Management, these days, is full of corporate metrics (otherwise called buzzwords) that managers are urged to follow, to maximize or to minimize: EVA, CFROI, shareholder value, costs of some sort etc... to name a few. Sometimes, the metric is a bit more involved but follows the same vein or puts some constraints on them: balanced scorecard, sustainable development etc...
In any case, the theory around these catch-all metrics boils down to the idea that following them is good for the corporation as a whole, that the corporate decisions should always be benchmarked against them. For instance, what is good for shareholders is also good for the firm as a whole.
Surprisingly enough, the discussion around the true relevance of these benchmarks is rather tenuous. Yes, market imperfections are discussed and principal-agent models, game-theoretic-models have been crafted to accommodate them.
However, it seems rather puzzling that a principle known under the name of "Goodhart's law" is hardly mentioned in business books. The law is named after Professor Charles A. E. Goodhart, Norman Sosnow Professor of Banking and Finance at the London School of Economics, who crafted with central banking in mind (see Download Goodharts_Law.pdf ). Here is what the University of Cambridge has to say about it:
"The original form of Goodhart's law arose in economics. According to the 99th edition of Pears Cyclopaedia (1990--1, pp. G 27, G31), the law states that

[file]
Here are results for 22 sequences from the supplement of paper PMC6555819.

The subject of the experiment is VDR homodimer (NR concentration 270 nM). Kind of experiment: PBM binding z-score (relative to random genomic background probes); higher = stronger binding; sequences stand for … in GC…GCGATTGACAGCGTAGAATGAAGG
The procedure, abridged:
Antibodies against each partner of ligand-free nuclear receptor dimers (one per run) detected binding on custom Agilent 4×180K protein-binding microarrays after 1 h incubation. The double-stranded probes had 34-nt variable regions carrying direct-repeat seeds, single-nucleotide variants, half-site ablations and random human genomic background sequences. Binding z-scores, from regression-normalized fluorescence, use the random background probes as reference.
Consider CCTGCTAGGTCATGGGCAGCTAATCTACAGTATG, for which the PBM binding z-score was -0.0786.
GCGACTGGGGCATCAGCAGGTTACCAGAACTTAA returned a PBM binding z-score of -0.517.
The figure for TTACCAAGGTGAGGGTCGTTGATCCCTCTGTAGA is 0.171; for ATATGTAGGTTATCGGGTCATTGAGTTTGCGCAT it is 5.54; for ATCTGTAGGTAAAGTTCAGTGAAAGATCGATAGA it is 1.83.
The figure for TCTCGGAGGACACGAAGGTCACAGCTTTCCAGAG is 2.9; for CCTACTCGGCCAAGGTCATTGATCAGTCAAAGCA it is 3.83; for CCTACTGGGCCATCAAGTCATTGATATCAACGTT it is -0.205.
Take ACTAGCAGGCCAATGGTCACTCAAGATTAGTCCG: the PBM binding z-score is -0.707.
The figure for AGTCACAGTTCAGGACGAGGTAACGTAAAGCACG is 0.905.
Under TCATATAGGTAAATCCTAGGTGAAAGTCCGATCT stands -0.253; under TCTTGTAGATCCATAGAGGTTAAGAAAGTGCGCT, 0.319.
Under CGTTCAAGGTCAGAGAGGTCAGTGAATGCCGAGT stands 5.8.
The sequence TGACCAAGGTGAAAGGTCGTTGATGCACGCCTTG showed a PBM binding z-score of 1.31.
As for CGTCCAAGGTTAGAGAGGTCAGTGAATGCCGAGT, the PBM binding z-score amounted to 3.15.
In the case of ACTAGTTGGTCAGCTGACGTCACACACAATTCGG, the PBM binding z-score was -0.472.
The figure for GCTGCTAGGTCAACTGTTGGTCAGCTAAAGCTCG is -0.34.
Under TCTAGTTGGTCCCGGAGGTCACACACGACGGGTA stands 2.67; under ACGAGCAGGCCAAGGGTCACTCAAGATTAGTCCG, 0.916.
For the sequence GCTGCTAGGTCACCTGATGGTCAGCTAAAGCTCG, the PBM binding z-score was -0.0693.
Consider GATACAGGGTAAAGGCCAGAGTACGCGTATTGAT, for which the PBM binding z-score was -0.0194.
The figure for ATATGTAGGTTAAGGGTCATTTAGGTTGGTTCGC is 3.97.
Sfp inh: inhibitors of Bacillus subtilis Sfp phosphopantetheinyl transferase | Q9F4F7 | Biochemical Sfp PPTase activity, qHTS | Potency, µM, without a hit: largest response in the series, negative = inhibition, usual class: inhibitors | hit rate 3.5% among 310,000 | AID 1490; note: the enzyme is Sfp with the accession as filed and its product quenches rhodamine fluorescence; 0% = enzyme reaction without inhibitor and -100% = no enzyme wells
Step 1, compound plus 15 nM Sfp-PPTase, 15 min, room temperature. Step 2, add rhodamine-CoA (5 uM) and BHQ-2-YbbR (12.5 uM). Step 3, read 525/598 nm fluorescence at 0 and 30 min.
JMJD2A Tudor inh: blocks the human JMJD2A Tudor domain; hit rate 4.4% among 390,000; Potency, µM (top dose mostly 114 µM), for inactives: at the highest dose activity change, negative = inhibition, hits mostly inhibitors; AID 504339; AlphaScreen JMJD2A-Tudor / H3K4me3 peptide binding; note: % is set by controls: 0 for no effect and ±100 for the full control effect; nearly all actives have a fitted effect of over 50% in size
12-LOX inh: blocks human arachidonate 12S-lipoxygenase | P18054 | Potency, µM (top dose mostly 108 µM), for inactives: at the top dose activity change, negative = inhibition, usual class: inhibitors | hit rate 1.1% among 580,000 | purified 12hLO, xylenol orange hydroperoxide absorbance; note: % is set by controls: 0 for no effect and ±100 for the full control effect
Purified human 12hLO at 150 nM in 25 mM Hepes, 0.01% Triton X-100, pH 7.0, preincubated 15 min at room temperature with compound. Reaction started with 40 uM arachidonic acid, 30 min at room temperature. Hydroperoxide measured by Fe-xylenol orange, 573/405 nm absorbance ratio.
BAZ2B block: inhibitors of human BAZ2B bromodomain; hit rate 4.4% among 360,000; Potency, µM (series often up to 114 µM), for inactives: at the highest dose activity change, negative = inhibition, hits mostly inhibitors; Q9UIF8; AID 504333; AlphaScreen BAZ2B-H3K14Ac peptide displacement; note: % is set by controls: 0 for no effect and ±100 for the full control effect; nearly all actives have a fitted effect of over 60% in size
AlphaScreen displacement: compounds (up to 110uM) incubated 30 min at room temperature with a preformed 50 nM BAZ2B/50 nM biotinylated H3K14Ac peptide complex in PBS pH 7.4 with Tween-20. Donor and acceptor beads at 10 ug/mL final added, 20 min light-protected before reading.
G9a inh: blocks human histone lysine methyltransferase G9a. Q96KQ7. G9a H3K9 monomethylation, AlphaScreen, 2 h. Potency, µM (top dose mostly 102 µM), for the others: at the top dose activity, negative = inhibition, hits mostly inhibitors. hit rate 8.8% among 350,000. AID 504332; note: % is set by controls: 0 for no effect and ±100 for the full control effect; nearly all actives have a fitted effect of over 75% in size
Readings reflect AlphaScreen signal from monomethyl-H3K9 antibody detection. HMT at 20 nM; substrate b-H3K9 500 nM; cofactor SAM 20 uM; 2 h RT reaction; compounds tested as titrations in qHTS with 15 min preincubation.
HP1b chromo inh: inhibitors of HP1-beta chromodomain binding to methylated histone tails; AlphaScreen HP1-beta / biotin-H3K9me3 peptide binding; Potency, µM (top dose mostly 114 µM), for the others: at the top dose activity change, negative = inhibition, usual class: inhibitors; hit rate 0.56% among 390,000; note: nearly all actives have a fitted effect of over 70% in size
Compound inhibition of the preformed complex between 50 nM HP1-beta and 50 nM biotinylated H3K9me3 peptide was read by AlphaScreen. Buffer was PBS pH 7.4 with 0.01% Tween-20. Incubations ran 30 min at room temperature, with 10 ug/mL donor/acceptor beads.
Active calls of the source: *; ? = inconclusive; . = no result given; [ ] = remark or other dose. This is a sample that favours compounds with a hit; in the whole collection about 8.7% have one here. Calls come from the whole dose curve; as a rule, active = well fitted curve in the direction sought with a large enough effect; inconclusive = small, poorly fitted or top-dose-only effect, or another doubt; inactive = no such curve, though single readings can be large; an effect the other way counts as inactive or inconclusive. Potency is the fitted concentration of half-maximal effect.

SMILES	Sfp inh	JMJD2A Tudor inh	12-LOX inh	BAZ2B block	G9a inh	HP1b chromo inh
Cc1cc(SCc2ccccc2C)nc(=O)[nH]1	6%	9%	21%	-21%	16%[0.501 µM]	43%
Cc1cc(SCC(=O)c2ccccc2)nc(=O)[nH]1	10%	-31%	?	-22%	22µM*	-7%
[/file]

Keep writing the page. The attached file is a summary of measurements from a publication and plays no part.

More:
- `As soon as the government attempts to regulate any particular set of financial assets, these become unreliable as indicators of economic trends.'
This, of course, is because `financial institutions can... easily devise new types of financial assets.'
Professor Charles Goodhart FBA was Chief Adviser to the Bank of England. The Bank used to have a web page about him at www.bankofengland.co.uk/cvs/goodhart.htm, giving his own statement of the law, as published in his book Monetary Theory and Practice, page 96:
- `Any observed statistical regularity will tend to collapse once pressure is placed upon it for control purposes.'
- `When a measure becomes a target, it ceases to be a good measure.'
Goodhart's law is a sociological analogue of Heisenberg's uncertainty principle in quantum mechanics. Measuring a system usually disturbs it. The more precise the measurement, and the shorter its timescale, the greater the energy of the disturbance and the greater the unpredictability of the outcome."
The last re-phrasing of the law is clear: Too much emphasis on a measure as a target kills the measure that may have been a good one in the first place.
Moreover, in economies like our today economies which are highly non-linear (knowledge-based economies, complex systems, winner-take-all etc...), it is not even clear that any such measure does exist. More often than not, obliquity is at work and single metrics are very poor at capturing the richness and complexity of the economies and societies in which we live. They may simply defeat their own purpose!
The recent business history is full of cases that illustrate the perils of putting too much emphasis on narrowly defined corporate metrics: Stock-options, Enron, Adelphia etc...
The more distant history is also quite rich in such stories, chief among them that of former USSR and its obsession for production targets (yielding the results that we all know about).
So, why is that most business books authors and professors forget about Goodhart's law as if they were petrified telling students that, indeed, the world outside is awfully complex?